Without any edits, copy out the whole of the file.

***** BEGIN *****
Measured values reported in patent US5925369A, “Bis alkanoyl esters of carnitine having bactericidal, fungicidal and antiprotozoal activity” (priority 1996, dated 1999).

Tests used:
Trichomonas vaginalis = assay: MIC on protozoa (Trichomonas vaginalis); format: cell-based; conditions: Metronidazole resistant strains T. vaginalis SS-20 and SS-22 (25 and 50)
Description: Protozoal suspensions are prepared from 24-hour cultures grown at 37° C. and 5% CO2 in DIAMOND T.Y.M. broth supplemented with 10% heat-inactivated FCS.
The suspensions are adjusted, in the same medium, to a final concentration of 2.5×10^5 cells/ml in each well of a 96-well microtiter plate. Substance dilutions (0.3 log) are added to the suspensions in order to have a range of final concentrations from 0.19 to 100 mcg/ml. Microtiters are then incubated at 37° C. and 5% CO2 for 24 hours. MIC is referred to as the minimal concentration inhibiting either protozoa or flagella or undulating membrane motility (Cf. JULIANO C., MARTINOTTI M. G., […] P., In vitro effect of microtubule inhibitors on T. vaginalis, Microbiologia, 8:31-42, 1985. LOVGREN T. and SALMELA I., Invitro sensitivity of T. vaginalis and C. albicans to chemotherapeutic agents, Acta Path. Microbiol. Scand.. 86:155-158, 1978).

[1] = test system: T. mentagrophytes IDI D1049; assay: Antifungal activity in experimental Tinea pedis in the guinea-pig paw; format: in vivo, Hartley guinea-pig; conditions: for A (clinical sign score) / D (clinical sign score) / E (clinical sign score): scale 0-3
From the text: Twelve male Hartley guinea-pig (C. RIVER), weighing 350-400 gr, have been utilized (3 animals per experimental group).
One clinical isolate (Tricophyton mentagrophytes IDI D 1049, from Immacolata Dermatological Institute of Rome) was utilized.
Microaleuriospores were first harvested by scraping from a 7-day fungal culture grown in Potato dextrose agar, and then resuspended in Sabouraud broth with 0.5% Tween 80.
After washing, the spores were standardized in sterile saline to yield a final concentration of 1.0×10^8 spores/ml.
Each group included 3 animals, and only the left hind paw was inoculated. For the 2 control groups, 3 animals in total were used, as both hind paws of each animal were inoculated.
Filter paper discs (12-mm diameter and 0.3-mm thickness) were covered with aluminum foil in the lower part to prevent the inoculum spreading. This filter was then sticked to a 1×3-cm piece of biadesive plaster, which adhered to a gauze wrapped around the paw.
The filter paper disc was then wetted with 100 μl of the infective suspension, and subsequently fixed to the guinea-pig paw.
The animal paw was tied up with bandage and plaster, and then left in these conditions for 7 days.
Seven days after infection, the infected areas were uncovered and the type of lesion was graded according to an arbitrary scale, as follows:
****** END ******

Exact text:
Measured values reported in patent US5925369A, “Bis alkanoyl esters of carnitine having bactericidal, fungicidal and antiprotozoal activity” (priority 1996, dated 1999).

Tests used:
Trichomonas vaginalis = assay: MIC on protozoa (Trichomonas vaginalis); format: cell-based; conditions: Metronidazole resistant strains T. vaginalis SS-20 and SS-22 (25 and 50)
Description: Protozoal suspensions are prepared from 24-hour cultures grown at 37° C. and 5% CO2 in DIAMOND T.Y.M. broth supplemented with 10% heat-inactivated FCS.
The suspensions are adjusted, in the same medium, to a final concentration of 2.5×10^5 cells/ml in each well of a 96-well microtiter plate. Substance dilutions (0.3 log) are added to the suspensions in order to have a range of final concentrations from 0.19 to 100 mcg/ml. Microtiters are then incubated at 37° C. and 5% CO2 for 24 hours. MIC is referred to as the minimal concentration inhibiting either protozoa or flagella or undulating membrane motility (Cf. JULIANO C., MARTINOTTI M. G., […] P., In vitro effect of microtubule inhibitors on T. vaginalis, Microbiologia, 8:31-42, 1985. LOVGREN T. and SALMELA I., Invitro sensitivity of T. vaginalis and C. albicans to chemotherapeutic agents, Acta Path. Microbiol. Scand.. 86:155-158, 1978).

[1] = test system: T. mentagrophytes IDI D1049; assay: Antifungal activity in experimental Tinea pedis in the guinea-pig paw; format: in vivo, Hartley guinea-pig; conditions: for A (clinical sign score) / D (clinical sign score) / E (clinical sign score): scale 0-3
From the text: Twelve male Hartley guinea-pig (C. RIVER), weighing 350-400 gr, have been utilized (3 animals per experimental group).
One clinical isolate (Tricophyton mentagrophytes IDI D 1049, from Immacolata Dermatological Institute of Rome) was utilized.
Microaleuriospores were first harvested by scraping from a 7-day fungal culture grown in Potato dextrose agar, and then resuspended in Sabouraud broth with 0.5% Tween 80.
After washing, the spores were standardized in sterile saline to yield a final concentration of 1.0×10^8 spores/ml.
Each group included 3 animals, and only the left hind paw was inoculated. For the 2 control groups, 3 animals in total were used, as both hind paws of each animal were inoculated.
Filter paper discs (12-mm diameter and 0.3-mm thickness) were covered with aluminum foil in the lower part to prevent the inoculum spreading. This filter was then sticked to a 1×3-cm piece of biadesive plaster, which adhered to a gauze wrapped around the paw.
The filter paper disc was then wetted with 100 μl of the infective suspension, and subsequently fixed to the guinea-pig paw.
The animal paw was tied up with bandage and plaster, and then left in these conditions for 7 days.
Seven days after infection, the infected areas were uncovered and the type of lesion was graded according to an arbitrary scale, as follows: